Perhaps one year Max Verstappen will win the Formula One championship in an ordinary, noncontroversial fashion. This is not that year.
The Red Bull driver was declared winner of the rain-shortened race amid confusion over rules governing the awarding of points in the rain. The Fédération Internationale de l’Automobile, the sport’s governing body, determined that full points, rather than the partial points teams had expected, could be awarded because the race was resumed after a two-hour delay despite ultimately being cut short. That gave Verstappen a 113-point lead with only 112 points possible over the final four races.
Verstappen got an assist in securing the title when his rival, Charles Leclerc, was found to have cut the final corner under pressure from Verstappen’s teammate, Sergio Perez. Leclerc was assessed a five-second penalty that dropped him to third.
The delay in the FIA’s final determination left Verstappen, who won his 12th race of the season, initially believing the championship would have to wait until next weekend’s race in Austin. “The championship obviously did not come the way this time around,” he said, according to the Associated Press, apologizing to the crowd on the public address system.
His skepticism continued even as his crew swarmed to hug him, with drivers figuring that only partial points would be awarded for the race. “Once I crossed the line I thought, ‘It was an amazing race, good points again, but I’m not world champion yet,’ ” he later said.
Verstappen had started from the pole in pouring rain, but the race was quickly suspended because of a crash involving Carlos Sainz’s Ferrari. Cars were running behind the safety car before the recovery vehicle was released onto the track. Drivers questioned why the recovery vehicle was out with the track so slippery, and FIA said it will investigate the matter. Two hours later, the race was resumed but only 28 of 53 laps were completed, with Verstappen leading all the way.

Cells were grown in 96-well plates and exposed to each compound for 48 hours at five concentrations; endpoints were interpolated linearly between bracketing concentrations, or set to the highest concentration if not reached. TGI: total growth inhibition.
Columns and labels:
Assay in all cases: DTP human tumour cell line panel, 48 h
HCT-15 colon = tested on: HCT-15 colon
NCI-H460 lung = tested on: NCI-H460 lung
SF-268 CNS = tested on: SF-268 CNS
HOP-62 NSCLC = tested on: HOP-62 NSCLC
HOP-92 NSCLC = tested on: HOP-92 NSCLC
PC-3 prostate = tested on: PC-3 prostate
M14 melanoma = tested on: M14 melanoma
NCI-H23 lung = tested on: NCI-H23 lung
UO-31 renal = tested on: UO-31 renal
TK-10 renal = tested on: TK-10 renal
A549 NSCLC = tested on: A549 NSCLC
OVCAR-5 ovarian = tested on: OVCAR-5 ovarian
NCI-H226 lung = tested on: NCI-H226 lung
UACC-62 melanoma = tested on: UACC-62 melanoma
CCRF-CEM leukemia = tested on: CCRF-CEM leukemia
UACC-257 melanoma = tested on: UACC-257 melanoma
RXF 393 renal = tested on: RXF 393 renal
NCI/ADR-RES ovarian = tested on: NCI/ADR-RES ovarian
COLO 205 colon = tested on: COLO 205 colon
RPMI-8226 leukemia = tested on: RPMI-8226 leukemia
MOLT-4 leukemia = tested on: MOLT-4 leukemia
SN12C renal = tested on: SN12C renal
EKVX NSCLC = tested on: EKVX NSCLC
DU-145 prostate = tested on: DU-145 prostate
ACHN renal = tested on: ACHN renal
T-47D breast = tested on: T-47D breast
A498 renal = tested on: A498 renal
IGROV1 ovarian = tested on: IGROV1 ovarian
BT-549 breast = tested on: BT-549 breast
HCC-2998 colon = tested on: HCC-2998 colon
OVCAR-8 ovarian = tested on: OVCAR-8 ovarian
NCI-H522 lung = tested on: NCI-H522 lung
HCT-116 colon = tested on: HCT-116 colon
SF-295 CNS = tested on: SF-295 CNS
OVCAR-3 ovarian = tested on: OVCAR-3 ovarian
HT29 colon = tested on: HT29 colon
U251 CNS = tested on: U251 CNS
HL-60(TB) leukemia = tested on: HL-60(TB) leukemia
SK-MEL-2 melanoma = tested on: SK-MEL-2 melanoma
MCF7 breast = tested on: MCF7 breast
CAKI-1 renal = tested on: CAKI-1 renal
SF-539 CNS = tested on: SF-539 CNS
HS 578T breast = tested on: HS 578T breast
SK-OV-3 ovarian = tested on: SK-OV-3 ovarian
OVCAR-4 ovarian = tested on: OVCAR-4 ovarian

Still, Verstappen was one of the last to realize he had won the title, repeatedly asking despite being crowned champion, “Have I or have I not [wrapped up the title]?” during another post-race interview, according to CNN. “I am hearing different things.”
With confirmation, he sat down in front of a “world champion” banner, with his second championship crowning a dominant season that marked a transition in the sport. With one more victory, the 25-year-old Dutch driver would tie the single-season record set by Michael Schumacher in 2004 and matched by Sebastian Vettel in 2013.
In December, Verstappen edged Lewis Hamilton for the championship in even more chaotic and controversial circumstances, denying Hamilton his record eighth title by overtaking him on the final lap of the Abu Dhabi Grand Prix. During that 2021 season finale, race director Michael Masi’s decisions following a late safety car period were intended to restart the race with one lap remaining, but he partly ignored FIA regulations in making them. That enabled Verstappen to pass Hamilton on the final lap of the race, inviting confusion and acrimony from Hamilton’s Mercedes team and many observers.
An FIA investigation later determined that “human error” was a factor in the controversial finish but found the results of the race and Verstappen’s first championship were “valid.” Masi left FIA last summer.
“It’s crazy, very mixed emotions,” Verstappen said during a podium interview Sunday. “Winning the championship, what a year we’ve had. It’s incredible! I’m so thankful to everyone who’s been contributing to the success, the whole team has been working flat out. Beside that, the work we did with Honda every year, constantly improving, gets very emotional especially here. I’m very proud we could do it here.
“The first [championship] is more emotional, but the second is more beautiful.”